The pathologists have an expert knowledge of the classification of fibrosis. However, the differentiation of
intermediate grades (ex: F2-F3) may cause significant inter-expert variability. A quantitative morphological
marker is presented in this paper, introducing a local-based image analysis on human liver tissue slides. Having
defined hotspots in slides, the liver collagen is segmented with a color deconvolution technique. After removing
the regions of interstitial fibrosis, the fractal dimension of the fibrosis regions is computed by using the boxcounting
algorithm. As a result, a quantitative index provides information about the grade of the fibrosis regions
and thus about the tissue damage. The index does not take account of the pathological status of the patient
but it allows to discriminate accurately and objectively the intermediate grades for which the expert evaluation
is partially based on the fibrosis development. This method was used on twelve human liver biopsies (from six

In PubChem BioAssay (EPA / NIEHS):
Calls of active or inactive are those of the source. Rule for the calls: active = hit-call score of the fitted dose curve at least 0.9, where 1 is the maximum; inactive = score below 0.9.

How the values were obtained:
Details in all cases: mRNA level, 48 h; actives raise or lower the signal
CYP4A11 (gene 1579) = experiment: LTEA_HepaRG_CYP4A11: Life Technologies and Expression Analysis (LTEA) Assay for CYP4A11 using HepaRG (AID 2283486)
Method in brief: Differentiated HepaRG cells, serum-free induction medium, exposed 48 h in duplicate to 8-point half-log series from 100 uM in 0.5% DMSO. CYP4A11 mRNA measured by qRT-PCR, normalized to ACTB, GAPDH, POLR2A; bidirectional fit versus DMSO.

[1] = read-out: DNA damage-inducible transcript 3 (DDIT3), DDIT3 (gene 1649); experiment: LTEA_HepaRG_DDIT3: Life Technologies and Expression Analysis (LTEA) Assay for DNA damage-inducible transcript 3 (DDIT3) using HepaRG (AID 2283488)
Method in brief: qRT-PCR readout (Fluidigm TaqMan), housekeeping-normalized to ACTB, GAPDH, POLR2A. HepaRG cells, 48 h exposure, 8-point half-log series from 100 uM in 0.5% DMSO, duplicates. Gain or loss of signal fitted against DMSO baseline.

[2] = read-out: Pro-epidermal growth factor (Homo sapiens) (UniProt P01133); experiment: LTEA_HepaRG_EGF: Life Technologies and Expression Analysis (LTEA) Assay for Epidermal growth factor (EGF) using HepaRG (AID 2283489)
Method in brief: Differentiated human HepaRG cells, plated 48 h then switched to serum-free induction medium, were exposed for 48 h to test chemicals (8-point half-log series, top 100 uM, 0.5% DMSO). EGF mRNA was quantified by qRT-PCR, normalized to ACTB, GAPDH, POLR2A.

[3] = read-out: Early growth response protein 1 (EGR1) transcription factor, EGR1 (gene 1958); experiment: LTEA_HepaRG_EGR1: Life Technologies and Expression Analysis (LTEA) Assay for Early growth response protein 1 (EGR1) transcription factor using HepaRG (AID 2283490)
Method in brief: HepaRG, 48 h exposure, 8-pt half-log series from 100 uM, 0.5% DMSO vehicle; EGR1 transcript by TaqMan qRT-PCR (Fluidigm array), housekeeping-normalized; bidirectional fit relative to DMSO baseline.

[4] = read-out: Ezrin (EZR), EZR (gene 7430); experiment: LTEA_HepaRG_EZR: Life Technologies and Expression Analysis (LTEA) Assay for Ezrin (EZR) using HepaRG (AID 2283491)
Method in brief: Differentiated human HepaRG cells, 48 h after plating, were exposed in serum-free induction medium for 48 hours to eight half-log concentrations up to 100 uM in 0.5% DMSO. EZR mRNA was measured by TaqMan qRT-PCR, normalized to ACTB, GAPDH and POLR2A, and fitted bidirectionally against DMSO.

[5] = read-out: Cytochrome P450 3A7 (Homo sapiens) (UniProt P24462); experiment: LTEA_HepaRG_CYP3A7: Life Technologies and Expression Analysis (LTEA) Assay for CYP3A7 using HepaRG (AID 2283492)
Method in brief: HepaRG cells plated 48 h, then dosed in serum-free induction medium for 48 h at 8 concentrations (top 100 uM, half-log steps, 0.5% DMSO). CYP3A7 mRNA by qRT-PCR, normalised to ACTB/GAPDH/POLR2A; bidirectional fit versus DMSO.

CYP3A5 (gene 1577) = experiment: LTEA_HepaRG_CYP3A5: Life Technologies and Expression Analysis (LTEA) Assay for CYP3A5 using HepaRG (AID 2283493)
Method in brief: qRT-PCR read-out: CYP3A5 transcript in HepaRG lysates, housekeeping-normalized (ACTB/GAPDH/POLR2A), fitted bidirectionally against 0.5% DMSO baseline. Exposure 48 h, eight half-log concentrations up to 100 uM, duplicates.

different patients) using constant conditions of preparation, acquisition (same image resolution, magnification
x20) and box-counting parameters. The liver tissue slides were labeled by a pathologist using METAVIR scores.
A reasonably good correlation is observed between the METAVIR scores and the proposed morphological index
(p-value < 0:001). Furthermore, the method is reproducible and scale independent which is appropriate for
biological high resolution images. Nevertheless, further work is needed to define reference values for this index
in such a way that METAVIR subdomains will be well delimited.